• unknown/undefined — the solver could not solve the problem or this type of solution is not available for a given problem.

The solution status determines the action to be taken. For example, in some cases a suboptimal solution may still be valuable and deserve attention. It is the user’s responsibility to check the status and quality of the solution.

Typical status reports

Here are the most typical optimization outcomes described in terms of the problem and solution statuses. Note that these do not cover all possible situations that can occur.

Table 7.2 Continuous problems (solution status for soltype.itr or soltype.bas)
Outcome Problem status Solution status
Optimal prosta.prim_and_dual_feas solsta.optimal
Primal infeasible prosta.prim_infeas solsta.prim_infeas_cer
Dual infeasible prosta.dual_infeas solsta.dual_infeas_cer
Uncertain (stall, numerical issues, etc.) prosta.unknown solsta.unknown
Table 7.3 Integer problems (solution status for soltype.itg, others undefined)
Outcome Problem status Solution status
Integer optimal prosta.prim_feas solsta.integer_optimal
Infeasible prosta.prim_infeas solsta.unknown
Integer feasible point prosta.prim_feas solsta.prim_feas
No conclusion prosta.unknown solsta.unknown

7.1.4 Retrieving solution values

After the meaning and quality of the solution (or certificate) have been established, we can query for the actual numerical values. They can be accessed with methods such as:

and many more specialized methods, see the API reference.

7.1.5 Source code example

Below is a source code example with a simple framework for assessing and retrieving the solution to a conic quadratic optimization problem.

Listing 7.1 Sample framework for checking optimization result. Click here to download.
package com.mosek.example;
import mosek.*;

public class response {
  public static void main(String[] argv) {
    StringBuffer symname = new StringBuffer();
    StringBuffer desc = new StringBuffer();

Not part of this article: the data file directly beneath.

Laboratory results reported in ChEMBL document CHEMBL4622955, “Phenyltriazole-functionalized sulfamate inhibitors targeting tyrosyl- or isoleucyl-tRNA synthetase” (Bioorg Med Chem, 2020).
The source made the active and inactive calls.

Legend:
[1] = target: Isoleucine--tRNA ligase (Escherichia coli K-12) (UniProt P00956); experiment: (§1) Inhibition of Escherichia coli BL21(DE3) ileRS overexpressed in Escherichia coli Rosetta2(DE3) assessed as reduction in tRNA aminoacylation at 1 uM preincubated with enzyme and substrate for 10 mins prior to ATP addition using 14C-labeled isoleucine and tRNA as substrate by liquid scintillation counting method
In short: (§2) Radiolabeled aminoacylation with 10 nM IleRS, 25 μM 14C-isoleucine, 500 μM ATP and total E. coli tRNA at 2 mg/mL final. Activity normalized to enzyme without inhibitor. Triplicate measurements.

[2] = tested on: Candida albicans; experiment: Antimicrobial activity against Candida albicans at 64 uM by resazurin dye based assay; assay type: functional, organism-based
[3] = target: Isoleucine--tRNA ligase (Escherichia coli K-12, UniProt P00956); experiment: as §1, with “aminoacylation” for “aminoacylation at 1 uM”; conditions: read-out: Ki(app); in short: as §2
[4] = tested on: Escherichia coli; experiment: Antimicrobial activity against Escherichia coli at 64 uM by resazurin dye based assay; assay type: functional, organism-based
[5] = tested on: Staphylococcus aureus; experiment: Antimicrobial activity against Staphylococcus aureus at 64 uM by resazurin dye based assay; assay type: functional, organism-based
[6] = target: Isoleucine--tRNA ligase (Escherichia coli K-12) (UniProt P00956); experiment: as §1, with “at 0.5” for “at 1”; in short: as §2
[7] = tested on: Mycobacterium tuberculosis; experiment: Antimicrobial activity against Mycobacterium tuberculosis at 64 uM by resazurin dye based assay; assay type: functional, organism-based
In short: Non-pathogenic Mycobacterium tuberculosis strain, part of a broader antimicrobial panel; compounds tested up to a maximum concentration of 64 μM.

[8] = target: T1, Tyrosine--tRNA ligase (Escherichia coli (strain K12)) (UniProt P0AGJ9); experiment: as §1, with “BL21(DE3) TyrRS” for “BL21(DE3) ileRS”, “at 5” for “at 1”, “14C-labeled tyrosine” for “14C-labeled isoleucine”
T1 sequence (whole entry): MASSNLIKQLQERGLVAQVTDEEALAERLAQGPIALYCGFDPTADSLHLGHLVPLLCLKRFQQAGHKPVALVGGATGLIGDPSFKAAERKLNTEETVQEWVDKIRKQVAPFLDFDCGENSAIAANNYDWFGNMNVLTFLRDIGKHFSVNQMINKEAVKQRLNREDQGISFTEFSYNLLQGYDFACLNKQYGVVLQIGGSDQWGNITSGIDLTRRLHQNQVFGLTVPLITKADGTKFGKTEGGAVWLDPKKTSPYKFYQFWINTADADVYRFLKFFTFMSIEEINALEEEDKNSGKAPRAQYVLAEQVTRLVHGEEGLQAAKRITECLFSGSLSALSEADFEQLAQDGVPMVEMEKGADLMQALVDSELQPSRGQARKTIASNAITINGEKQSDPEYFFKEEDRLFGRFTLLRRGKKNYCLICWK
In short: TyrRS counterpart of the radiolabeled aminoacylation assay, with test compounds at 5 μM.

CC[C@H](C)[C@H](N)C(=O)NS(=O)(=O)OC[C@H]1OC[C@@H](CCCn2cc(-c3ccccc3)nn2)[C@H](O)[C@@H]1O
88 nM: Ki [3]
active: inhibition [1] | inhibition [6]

String filename;
    if (argv.length >=1) filename = argv[0];
    else                 filename = "../data/cqo1.mps";

    // Create the task and environment
    try (Env  env  = new Env();
         Task task = new Task(env, 0, 0)) {
      // (Optionally) attach the log handler to receive log information
        new mosek.Stream()
      { public void stream(String msg) { System.out.print(msg); }});

      // (Optionally) uncomment this line to experience solution status Unknown
      // task.putintparam(iparam.intpnt_max_iterations, 1);

      // On this example we read an optimization problem from a file

      // Perform optimization. 
      rescode trm = task.optimize();

      // Handle solution status. We expect Optimal
      solsta solsta = task.getsolsta(soltype.itr);

      switch ( solsta ) {
        case optimal:
        case near_optimal:
          // Fetch and print the solution
          System.out.println("An optimal interior point solution is located.");
          int numvar = task.getnumvar();
          double[] xx = new double[numvar];
          task.getxx(soltype.itr, xx);
          for(int i = 0; i < numvar; i++) 
            System.out.println("x[" + i + "] = " + xx[i]);

        case dual_infeas_cer:
        case near_dual_infeas_cer:
          System.out.println("Dual infeasibility certificate found.");

        case prim_infeas_cer:
        case near_prim_infeas_cer:
          System.out.println("Primal infeasibility certificate found.");

        case unknown: 
          // The solutions status is unknown. The termination code
          // indicates why the optimizer terminated prematurely. 
          System.out.println("The solution status is unknown.");
          Env.getcodedesc(trm, symname, desc);
          System.out.printf("   Termination code: %s %s\n", symname, desc);

          System.out.println("Unexpected solution status " + solsta + "\n");
    catch (mosek.Error e) {
      System.out.println("Unexpected error (" + e.code + ") " + e.msg);